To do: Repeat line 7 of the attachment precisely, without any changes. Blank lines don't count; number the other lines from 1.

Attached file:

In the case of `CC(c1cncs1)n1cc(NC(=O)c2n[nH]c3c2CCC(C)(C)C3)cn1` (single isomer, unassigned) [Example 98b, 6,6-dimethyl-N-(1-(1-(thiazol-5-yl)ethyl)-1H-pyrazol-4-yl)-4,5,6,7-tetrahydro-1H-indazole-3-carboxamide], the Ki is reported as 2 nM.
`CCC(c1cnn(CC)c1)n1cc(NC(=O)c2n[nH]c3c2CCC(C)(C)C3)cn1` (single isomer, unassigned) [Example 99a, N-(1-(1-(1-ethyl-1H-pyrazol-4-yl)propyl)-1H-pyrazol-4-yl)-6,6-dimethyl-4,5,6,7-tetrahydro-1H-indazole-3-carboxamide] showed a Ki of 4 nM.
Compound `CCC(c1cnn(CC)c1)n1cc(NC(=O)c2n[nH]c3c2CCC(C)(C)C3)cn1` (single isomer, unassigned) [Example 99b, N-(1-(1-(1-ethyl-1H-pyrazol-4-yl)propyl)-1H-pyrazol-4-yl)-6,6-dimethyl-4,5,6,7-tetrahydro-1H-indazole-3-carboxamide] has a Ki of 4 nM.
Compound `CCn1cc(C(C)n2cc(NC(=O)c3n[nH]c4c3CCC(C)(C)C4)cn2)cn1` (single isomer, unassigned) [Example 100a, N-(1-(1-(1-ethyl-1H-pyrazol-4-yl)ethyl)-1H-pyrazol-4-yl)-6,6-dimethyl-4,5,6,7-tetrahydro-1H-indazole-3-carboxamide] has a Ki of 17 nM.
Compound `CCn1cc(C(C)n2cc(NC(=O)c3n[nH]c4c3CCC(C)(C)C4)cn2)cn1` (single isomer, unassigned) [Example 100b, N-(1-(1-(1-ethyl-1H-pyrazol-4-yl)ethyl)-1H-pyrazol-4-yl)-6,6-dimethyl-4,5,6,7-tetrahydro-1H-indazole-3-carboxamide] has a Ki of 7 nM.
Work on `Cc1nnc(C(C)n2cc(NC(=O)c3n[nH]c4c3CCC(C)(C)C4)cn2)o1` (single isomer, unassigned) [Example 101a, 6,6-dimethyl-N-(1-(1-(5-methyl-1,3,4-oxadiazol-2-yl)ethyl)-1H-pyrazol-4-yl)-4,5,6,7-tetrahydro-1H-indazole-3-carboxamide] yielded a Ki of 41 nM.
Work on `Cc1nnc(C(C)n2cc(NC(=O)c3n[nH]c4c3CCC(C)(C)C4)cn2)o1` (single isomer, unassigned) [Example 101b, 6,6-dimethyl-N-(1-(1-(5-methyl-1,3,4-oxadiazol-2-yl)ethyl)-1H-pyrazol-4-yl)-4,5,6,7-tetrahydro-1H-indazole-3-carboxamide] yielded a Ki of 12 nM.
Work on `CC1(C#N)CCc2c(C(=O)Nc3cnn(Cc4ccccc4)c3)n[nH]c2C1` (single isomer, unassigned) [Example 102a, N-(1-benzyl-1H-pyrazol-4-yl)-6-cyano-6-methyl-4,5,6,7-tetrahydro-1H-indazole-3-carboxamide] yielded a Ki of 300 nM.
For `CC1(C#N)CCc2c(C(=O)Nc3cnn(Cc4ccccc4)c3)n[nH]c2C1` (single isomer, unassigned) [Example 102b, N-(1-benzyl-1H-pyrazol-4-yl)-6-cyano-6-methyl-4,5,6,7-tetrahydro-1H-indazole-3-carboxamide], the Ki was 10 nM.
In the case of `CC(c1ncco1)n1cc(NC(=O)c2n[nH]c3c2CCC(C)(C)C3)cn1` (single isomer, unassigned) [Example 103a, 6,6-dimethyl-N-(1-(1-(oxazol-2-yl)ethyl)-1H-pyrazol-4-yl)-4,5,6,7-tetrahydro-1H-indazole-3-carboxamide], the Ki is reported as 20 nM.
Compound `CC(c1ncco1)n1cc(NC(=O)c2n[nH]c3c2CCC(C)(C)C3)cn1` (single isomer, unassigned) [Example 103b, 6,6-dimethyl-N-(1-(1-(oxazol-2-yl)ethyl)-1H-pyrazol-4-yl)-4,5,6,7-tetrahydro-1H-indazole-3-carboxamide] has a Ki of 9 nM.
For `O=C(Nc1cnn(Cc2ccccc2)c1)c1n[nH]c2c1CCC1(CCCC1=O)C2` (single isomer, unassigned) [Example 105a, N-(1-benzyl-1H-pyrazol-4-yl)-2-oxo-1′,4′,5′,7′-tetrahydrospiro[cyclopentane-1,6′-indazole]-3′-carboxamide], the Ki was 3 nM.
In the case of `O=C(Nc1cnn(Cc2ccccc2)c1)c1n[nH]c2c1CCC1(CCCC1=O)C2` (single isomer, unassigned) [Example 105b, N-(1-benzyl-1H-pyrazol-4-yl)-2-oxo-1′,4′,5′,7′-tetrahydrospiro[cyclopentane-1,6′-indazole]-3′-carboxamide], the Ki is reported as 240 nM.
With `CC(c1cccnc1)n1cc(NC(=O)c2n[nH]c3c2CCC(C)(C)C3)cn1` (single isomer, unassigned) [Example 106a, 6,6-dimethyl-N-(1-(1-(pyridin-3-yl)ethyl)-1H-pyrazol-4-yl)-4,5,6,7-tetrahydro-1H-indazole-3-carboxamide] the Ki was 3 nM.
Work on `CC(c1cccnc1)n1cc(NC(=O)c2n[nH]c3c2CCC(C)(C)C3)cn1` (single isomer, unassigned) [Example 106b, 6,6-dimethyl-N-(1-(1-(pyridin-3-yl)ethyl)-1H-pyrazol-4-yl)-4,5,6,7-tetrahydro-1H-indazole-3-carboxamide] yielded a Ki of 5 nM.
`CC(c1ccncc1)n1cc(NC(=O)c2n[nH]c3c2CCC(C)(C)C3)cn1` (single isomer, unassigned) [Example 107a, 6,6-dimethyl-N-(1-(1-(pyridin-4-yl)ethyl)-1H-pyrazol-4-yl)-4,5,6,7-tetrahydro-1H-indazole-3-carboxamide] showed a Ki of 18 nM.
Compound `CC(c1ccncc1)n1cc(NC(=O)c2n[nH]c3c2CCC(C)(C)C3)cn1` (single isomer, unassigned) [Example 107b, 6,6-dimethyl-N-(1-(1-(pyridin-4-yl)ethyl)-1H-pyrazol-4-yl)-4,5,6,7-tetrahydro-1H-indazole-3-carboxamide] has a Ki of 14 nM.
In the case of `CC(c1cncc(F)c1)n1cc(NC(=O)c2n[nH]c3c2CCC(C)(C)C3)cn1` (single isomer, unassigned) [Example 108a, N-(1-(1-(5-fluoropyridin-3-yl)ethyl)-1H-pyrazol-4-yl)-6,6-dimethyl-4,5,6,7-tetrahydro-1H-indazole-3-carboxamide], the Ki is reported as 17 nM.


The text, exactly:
Work on `Cc1nnc(C(C)n2cc(NC(=O)c3n[nH]c4c3CCC(C)(C)C4)cn2)o1` (single isomer, unassigned) [Example 101b, 6,6-dimethyl-N-(1-(1-(5-methyl-1,3,4-oxadiazol-2-yl)ethyl)-1H-pyrazol-4-yl)-4,5,6,7-tetrahydro-1H-indazole-3-carboxamide] yielded a Ki of 12 nM.